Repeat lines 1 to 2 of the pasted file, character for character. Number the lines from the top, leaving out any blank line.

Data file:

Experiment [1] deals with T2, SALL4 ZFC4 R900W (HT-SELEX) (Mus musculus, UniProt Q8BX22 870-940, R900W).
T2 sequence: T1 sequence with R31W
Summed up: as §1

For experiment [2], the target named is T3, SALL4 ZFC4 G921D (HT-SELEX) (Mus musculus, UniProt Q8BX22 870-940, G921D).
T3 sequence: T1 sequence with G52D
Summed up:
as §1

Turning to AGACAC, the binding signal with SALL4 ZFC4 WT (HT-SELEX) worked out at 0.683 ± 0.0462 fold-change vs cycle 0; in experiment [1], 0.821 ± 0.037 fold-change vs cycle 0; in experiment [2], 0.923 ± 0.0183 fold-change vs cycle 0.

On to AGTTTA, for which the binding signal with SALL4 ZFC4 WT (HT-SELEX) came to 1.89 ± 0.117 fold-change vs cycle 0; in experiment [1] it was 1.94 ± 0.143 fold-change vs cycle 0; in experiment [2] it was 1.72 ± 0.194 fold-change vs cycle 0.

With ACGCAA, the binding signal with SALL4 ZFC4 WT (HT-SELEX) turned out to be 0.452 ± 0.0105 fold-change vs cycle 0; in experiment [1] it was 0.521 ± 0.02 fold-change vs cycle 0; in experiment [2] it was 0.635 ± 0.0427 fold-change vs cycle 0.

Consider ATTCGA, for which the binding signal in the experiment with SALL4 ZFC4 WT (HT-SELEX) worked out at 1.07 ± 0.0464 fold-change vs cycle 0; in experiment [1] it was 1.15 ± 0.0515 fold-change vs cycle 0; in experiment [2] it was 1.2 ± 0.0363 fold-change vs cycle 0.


Experiment [1] deals with T2, SALL4 ZFC4 R900W (HT-SELEX) (Mus musculus, UniProt Q8BX22 870-940, R900W).
T2 sequence: T1 sequence with R31W